The dried flake is collected from the drum dryer hopper, placed in graphite boats, and calcined to boric oxide and carbon in a horizontal push furnace in a nitrogen atmosphere at 700° C. The boats are pushed through a 6-foot hot zone at a rate of 2 inches per minute. A resulting 28.9 lb quantity of calcined material is crushed and milled to -325 mesh (-44 microns). Chemical analysis of the milled boric oxide and carbon mixture reveals a composition of 69.1 weight percent boric oxide (21.5 weight percent boron) and 23.9 weight percent carbon. A thermogravimetric analysis indicates the milled feed material to be 7 weight percent water.

Synthesis of boron-rich boron carbide powder

The feed is processed in the same apparatus as that of previous examples. About 22.01 lb of -325 mesh (-44 microns) feed prepared as described in this example is introduced through the reactant transport member and into the reaction zone of the vertical furnace. A screw feeder maintains a feed rate of about 0.2 lb/min until all of the feed is processed. Argon gas, flowing at a total rate of about 10 SCFM, carries the reactants and product through the furnace. Some of the argon entrains feed particles through the water-cooled reactant transport member, and the rest enters the reaction zone through the gas-flow space between the reactant transport member and the upper radiating surface of the reactor chamber.

About 3.32 lb of reaction product is collected downstream of the vertical reactor apparatus cooling chamber. The product is washed in mild HCl solution (pH about 3) at 80° C. An X-ray diffraction pattern of the product indicates that there is no detectable free carbon present and that the product carbide phase is boron carbide. Chemical analysis of the washed product is 9.0 weight percent carbon, 88.04 weight percent fixed boron, and 0.80 weight percent oxygen, indicating formation of a boron-rich boron carbide. A scanning electron micrograph of the washed pan product indicates that the product is equiaxed fine crystals having a narrow size distribution. Inspection of the reactor assembly, including the reactant transport member and cooling chamber, reveals no significant deposition of agglomerated unreacted feed boric oxide or product boron carbides.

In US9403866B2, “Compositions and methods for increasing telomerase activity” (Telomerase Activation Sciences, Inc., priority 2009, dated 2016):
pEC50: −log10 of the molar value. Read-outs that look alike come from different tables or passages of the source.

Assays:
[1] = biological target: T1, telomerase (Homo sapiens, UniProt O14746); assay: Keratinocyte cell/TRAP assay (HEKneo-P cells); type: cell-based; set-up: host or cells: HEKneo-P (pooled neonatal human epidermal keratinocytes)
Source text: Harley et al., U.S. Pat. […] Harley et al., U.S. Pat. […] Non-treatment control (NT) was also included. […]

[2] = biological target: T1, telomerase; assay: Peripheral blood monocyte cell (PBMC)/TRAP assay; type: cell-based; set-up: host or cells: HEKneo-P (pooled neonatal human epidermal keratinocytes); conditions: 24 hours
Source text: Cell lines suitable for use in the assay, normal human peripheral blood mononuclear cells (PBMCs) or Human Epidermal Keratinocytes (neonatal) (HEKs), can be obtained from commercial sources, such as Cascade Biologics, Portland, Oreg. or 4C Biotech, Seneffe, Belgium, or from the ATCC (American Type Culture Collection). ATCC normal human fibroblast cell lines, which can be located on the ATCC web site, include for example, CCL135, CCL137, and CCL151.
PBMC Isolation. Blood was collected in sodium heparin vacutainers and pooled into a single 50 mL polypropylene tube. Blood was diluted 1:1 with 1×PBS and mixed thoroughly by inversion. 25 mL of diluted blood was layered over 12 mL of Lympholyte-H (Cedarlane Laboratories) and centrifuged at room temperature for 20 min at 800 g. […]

Hot pressing of boron-rich boron carbide powder

A small quantity of washed and dried powder is placed in a graphite die and hot-pressed under conditions of 2100° C. and 35 MPa (5000 psig) in an argon environment. The powder is found to melt in the graphite die, reacting with it and making it impossible to separate the fused part/die. The fused part is crushed and chemically analyzed as having the composition of B4 C, indicating that excess boron has reacted with the die to form the more thermodynamically favorable form of boron carbide, i.e., B4 C.

In a second attempt to fabricate a boron-rich boron carbide part, a small quantity of the powder is placed in a boron nitride die and hot-pressed under identical conditions of 2100° C. and 35 MPa in an argon environment. The part shows building of a liquid phase, and a large grain size results.

In a third attempt to fabricate a boron-rich part, a small quantity of the powder is placed in a boron nitride die and hot-pressed at 2000° C. and 35 MPa in an argon environment. Following hot-pressing, this part is removed and its microstructure analyzed. Microstructural evaluation of the part reveals two different grain structures that react differently when chemically etched. The part is crushed and chemically analyzed. An X-ray diffraction pattern indicates the part to be boron carbide with small amounts of a second phase present. Chemical analysis of the crushed part indicates a composition of 9.05 weight percent carbon, 89.23 weight percent fixed boron, 1.26 weight percent oxygen, and 0.46 weight percent nitrogen. Thus, the boron-rich boron carbide part has a molar B/C ratio of approximately 11.2. The chemical analysis leads to the belief that the resulting part is two or more phases containing B4 C or B13 C2 and a highly boron-rich phase such as B8 C or B25 C.